Science: Electrical Thinking

In a darkened room at the University of Jena, Germany, Professor Hans Berger felt the forehead of his assistant carefully. Finding a proper spot, he punctured the skin, shoved a small silver needle through the interstices of the skull until the tip rested against the outer covering of the cerebral cortex. In the back of the head, he inserted a similar needle, attached a galvanometer to both. Then he stroked the assistant's arm with a glass rod, gave him arithmetic problems to solve.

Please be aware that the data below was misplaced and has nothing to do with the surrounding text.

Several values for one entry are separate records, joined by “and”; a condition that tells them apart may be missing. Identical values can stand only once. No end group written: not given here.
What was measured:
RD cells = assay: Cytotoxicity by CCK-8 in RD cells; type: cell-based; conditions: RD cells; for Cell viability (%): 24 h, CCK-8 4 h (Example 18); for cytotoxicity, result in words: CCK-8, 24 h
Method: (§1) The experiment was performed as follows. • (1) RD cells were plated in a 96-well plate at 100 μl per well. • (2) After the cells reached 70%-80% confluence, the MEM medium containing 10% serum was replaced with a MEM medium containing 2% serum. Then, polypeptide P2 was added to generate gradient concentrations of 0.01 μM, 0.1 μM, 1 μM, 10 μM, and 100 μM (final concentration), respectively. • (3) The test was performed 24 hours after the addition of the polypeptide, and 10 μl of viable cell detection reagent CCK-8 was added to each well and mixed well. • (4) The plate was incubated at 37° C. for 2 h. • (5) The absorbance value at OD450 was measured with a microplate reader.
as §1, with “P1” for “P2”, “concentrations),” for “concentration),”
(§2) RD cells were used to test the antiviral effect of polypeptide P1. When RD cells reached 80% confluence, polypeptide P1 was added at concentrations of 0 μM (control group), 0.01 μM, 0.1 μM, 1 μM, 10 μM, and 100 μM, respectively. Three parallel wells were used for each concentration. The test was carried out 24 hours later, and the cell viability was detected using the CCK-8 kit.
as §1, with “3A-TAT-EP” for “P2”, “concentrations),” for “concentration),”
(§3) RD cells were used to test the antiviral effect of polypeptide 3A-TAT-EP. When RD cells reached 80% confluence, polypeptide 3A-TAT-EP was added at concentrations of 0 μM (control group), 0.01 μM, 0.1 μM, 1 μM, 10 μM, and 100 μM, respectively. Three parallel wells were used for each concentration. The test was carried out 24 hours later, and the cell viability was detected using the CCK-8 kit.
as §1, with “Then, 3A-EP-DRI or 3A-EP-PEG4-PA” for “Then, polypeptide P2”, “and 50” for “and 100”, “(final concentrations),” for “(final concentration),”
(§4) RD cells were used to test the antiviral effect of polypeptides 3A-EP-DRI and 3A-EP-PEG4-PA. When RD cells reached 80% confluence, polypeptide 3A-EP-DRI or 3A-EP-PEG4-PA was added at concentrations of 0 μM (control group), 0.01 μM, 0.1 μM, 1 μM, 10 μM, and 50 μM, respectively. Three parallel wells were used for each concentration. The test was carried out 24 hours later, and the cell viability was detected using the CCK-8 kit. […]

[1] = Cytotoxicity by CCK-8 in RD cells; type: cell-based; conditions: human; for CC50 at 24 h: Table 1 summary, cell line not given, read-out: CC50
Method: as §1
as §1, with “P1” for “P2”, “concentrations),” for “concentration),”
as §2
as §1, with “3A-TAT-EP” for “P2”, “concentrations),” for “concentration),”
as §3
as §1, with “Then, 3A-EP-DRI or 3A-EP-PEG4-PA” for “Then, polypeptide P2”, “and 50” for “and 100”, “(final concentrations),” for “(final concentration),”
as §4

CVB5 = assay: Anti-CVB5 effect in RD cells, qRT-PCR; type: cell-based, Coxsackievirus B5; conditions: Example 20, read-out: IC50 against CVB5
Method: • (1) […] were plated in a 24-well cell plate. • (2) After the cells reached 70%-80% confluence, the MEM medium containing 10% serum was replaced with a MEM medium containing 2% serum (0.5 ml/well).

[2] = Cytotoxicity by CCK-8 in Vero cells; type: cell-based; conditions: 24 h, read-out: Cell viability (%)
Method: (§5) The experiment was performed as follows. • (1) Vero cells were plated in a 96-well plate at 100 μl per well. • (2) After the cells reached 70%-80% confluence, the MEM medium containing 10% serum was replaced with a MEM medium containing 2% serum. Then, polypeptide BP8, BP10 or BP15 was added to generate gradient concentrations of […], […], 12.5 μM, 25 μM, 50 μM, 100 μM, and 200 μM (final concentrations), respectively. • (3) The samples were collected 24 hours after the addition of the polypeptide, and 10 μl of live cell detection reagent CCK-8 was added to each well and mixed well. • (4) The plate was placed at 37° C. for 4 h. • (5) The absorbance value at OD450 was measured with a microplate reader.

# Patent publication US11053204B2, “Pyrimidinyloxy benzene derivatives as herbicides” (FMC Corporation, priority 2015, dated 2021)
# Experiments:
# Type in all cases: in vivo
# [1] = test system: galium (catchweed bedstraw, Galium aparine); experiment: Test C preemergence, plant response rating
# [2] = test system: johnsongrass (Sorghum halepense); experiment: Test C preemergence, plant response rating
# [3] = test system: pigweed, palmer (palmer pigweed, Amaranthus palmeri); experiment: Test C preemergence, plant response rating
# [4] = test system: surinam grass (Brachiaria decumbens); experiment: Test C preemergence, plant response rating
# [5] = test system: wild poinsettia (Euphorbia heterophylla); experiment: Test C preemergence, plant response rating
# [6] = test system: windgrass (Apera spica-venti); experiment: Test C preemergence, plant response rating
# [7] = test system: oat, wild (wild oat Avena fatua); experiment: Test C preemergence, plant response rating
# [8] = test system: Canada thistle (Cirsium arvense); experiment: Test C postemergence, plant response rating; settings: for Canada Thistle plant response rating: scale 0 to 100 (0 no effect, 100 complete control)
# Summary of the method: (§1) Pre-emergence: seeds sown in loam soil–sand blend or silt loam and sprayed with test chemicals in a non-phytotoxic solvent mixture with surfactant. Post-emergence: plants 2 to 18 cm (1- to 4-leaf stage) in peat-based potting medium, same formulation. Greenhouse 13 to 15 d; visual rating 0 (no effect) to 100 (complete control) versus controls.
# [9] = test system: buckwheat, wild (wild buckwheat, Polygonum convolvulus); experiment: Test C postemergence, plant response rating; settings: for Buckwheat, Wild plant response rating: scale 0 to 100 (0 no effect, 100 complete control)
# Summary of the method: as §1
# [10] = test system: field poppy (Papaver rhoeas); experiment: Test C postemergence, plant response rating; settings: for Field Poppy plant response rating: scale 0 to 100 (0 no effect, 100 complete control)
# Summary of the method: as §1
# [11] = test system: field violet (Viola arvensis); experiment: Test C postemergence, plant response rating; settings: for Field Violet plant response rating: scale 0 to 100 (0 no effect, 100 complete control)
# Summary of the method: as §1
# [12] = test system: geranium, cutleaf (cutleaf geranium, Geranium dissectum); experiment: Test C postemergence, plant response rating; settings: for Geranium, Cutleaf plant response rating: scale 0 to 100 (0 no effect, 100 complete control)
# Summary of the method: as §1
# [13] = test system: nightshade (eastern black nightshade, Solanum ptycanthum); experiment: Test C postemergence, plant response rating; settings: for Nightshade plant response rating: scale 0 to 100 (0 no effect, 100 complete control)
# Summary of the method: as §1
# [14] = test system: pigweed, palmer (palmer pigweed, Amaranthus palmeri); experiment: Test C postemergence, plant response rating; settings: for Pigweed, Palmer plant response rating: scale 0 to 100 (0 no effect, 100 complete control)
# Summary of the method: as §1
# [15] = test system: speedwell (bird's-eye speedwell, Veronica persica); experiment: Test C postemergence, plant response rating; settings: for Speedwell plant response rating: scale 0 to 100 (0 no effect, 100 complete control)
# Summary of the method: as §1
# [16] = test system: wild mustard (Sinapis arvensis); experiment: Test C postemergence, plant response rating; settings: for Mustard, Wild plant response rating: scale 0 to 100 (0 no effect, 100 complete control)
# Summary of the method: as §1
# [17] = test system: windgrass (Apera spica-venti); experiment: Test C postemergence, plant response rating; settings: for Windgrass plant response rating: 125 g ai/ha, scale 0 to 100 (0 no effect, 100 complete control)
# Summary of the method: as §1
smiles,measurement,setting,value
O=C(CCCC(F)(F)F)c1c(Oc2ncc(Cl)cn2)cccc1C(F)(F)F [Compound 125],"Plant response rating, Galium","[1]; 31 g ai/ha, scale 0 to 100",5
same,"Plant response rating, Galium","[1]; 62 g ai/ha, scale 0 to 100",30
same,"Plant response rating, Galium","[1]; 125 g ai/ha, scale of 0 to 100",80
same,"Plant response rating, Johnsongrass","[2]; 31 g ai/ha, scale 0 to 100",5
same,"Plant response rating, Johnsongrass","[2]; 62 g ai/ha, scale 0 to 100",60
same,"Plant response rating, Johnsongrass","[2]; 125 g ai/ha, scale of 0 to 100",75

Dr. Berger was looking for electrical brain waves. Although for 50...

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